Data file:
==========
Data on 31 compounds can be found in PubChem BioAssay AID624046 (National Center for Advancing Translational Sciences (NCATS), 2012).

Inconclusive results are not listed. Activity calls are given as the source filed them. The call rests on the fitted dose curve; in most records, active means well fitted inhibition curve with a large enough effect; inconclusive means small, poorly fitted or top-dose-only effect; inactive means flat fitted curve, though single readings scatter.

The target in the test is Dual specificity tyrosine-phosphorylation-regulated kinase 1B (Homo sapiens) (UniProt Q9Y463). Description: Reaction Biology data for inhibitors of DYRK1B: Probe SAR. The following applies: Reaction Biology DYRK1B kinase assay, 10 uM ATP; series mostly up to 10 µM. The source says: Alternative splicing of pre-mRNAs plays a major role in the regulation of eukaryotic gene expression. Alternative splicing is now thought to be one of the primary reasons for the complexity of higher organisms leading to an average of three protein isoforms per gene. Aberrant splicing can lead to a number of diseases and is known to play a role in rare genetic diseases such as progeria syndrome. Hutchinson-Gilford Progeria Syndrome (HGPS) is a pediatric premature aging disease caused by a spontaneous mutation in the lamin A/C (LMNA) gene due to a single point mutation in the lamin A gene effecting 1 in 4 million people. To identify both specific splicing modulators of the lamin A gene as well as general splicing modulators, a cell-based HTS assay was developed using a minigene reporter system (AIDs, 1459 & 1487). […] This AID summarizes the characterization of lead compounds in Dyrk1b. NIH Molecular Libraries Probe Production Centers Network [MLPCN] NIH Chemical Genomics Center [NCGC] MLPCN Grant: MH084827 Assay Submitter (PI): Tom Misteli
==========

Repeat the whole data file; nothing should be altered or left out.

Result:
Data on 31 compounds can be found in PubChem BioAssay AID624046 (National Center for Advancing Translational Sciences (NCATS), 2012).

Inconclusive results are not listed. Activity calls are given as the source filed them. The call rests on the fitted dose curve; in most records, active means well fitted inhibition curve with a large enough effect; inconclusive means small, poorly fitted or top-dose-only effect; inactive means flat fitted curve, though single readings scatter.

The target in the test is Dual specificity tyrosine-phosphorylation-regulated kinase 1B (Homo sapiens) (UniProt Q9Y463). Description: Reaction Biology data for inhibitors of DYRK1B: Probe SAR. The following applies: Reaction Biology DYRK1B kinase assay, 10 uM ATP; series mostly up to 10 µM. The source says: Alternative splicing of pre-mRNAs plays a major role in the regulation of eukaryotic gene expression. Alternative splicing is now thought to be one of the primary reasons for the complexity of higher organisms leading to an average of three protein isoforms per gene. Aberrant splicing can lead to a number of diseases and is known to play a role in rare genetic diseases such as progeria syndrome. Hutchinson-Gilford Progeria Syndrome (HGPS) is a pediatric premature aging disease caused by a spontaneous mutation in the lamin A/C (LMNA) gene due to a single point mutation in the lamin A gene effecting 1 in 4 million people. To identify both specific splicing modulators of the lamin A gene as well as general splicing modulators, a cell-based HTS assay was developed using a minigene reporter system (AIDs, 1459 & 1487). […] This AID summarizes the characterization of lead compounds in Dyrk1b. NIH Molecular Libraries Probe Production Centers Network [MLPCN] NIH Chemical Genomics Center [NCGC] MLPCN Grant: MH084827 Assay Submitter (PI): Tom Misteli